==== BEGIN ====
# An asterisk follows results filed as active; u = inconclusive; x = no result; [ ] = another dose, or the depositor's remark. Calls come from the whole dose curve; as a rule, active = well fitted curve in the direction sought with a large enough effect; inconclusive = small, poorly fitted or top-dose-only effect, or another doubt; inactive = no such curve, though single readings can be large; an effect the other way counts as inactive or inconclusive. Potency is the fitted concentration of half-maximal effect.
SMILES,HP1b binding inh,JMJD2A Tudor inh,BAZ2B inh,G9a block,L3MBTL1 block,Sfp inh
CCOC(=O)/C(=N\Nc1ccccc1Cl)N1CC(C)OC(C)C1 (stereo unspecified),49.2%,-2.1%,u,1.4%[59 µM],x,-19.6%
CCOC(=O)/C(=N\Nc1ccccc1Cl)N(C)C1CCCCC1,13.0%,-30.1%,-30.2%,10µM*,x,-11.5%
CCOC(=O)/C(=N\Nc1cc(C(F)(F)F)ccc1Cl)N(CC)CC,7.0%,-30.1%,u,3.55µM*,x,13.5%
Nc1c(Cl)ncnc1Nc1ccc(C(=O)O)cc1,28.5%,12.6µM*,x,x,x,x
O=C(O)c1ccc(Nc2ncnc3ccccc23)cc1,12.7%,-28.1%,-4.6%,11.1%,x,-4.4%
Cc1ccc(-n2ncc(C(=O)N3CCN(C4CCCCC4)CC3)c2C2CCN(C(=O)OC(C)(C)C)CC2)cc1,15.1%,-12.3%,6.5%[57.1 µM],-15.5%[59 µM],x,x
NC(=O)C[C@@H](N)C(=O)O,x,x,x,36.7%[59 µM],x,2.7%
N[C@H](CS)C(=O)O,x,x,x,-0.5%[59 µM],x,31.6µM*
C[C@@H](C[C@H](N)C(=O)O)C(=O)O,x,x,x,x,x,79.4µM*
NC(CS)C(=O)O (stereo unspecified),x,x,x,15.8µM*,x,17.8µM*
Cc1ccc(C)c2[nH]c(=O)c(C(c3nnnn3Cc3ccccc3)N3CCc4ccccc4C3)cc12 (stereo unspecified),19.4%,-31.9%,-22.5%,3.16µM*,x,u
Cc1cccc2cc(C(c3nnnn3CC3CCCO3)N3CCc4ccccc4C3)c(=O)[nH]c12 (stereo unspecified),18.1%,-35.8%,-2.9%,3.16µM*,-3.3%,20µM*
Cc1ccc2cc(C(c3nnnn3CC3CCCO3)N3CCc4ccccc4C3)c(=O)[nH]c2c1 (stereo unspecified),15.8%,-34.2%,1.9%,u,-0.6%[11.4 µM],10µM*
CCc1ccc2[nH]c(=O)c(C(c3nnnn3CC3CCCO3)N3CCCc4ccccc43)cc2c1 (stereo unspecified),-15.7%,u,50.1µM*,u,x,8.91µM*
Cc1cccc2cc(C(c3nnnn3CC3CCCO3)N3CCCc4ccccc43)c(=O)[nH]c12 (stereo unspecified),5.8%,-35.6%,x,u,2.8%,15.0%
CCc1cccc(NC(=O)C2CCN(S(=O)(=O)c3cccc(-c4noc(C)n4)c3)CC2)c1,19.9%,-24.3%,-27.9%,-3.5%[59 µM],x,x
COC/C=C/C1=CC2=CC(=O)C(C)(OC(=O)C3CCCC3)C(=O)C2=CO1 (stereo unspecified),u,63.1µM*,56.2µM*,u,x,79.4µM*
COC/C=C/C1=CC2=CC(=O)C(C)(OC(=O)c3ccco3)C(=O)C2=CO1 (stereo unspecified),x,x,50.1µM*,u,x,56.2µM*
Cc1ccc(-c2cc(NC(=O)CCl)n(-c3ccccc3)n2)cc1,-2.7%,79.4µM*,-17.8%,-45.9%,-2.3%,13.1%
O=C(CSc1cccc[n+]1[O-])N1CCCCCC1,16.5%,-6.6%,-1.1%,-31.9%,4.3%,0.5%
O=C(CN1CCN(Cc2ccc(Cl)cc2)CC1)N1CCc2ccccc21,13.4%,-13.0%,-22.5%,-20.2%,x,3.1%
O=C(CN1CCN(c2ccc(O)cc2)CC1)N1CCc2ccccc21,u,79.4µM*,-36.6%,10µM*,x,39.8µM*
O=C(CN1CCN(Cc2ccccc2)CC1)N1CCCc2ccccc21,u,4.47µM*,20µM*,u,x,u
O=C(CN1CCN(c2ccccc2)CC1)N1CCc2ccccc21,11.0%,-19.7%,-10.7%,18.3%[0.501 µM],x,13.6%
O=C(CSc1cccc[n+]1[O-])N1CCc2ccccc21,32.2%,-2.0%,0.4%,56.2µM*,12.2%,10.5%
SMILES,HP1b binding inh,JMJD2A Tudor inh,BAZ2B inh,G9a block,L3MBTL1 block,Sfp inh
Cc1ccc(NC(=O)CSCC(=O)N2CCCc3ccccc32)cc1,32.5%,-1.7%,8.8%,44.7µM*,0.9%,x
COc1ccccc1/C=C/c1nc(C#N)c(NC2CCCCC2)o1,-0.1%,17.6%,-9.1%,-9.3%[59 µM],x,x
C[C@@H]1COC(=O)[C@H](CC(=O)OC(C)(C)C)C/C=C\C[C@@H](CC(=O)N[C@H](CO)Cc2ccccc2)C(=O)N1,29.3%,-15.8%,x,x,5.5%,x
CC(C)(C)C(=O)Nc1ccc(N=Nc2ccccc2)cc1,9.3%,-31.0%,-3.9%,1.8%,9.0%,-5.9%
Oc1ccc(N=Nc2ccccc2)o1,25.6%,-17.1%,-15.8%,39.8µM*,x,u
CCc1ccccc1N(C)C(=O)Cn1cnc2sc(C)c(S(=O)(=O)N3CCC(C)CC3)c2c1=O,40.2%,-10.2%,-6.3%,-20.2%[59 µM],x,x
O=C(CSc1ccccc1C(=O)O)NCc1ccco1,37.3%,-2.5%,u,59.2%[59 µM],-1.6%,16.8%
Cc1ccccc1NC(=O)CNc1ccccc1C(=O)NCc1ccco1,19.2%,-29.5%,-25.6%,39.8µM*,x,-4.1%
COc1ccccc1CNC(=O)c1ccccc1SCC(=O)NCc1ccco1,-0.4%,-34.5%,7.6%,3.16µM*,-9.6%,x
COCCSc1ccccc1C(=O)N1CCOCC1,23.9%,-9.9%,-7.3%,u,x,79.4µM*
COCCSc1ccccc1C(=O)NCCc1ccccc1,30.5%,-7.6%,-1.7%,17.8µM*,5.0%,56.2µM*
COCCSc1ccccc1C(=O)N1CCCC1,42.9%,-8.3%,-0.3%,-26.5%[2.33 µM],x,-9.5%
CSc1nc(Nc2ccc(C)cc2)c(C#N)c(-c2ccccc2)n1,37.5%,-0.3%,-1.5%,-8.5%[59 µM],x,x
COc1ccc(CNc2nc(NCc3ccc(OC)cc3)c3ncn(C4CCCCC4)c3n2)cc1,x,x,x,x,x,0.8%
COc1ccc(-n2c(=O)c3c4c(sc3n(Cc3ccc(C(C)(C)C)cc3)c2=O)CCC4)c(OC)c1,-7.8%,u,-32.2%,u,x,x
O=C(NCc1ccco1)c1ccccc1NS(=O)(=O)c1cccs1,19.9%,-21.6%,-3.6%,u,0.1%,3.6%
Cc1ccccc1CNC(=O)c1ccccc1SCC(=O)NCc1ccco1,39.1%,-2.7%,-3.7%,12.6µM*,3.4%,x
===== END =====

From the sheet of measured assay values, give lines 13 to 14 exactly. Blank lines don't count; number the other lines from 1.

Cc1ccc(C)c2[nH]c(=O)c(C(c3nnnn3Cc3ccccc3)N3CCc4ccccc4C3)cc12 (stereo unspecified),19.4%,-31.9%,-22.5%,3.16µM*,x,u
Cc1cccc2cc(C(c3nnnn3CC3CCCO3)N3CCc4ccccc4C3)c(=O)[nH]c12 (stereo unspecified),18.1%,-35.8%,-2.9%,3.16µM*,-3.3%,20µM*